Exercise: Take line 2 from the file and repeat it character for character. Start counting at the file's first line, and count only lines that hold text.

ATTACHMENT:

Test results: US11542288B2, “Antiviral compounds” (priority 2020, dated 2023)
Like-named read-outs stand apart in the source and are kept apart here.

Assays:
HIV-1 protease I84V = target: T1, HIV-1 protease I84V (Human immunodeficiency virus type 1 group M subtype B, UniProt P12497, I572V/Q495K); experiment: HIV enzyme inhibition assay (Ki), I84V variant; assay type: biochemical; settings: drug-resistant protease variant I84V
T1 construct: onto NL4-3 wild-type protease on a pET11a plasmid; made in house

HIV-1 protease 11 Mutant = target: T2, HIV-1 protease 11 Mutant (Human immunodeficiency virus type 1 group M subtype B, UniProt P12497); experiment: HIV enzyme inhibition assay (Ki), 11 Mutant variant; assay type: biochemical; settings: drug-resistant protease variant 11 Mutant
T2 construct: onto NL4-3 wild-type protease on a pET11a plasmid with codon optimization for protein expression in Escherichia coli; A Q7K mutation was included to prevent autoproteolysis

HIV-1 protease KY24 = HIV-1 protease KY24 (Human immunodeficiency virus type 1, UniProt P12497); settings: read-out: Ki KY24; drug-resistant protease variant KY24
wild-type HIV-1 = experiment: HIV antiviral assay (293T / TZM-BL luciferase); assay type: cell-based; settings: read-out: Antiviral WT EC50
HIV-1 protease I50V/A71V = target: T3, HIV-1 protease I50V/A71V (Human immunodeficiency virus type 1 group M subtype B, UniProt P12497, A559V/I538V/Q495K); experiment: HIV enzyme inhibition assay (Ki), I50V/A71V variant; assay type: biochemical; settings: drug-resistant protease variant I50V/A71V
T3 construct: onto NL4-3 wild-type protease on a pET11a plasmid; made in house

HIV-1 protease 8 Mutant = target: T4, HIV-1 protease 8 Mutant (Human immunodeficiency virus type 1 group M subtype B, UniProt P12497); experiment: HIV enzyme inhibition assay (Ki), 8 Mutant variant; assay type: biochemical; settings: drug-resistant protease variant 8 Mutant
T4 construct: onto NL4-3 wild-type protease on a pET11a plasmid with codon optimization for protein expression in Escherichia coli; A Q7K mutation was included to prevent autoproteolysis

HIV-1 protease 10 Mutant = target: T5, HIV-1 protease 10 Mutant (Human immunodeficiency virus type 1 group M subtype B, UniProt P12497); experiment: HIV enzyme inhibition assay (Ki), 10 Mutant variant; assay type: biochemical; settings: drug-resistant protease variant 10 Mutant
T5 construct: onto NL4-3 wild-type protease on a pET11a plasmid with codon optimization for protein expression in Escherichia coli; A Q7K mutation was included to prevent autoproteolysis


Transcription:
Like-named read-outs stand apart in the source and are kept apart here.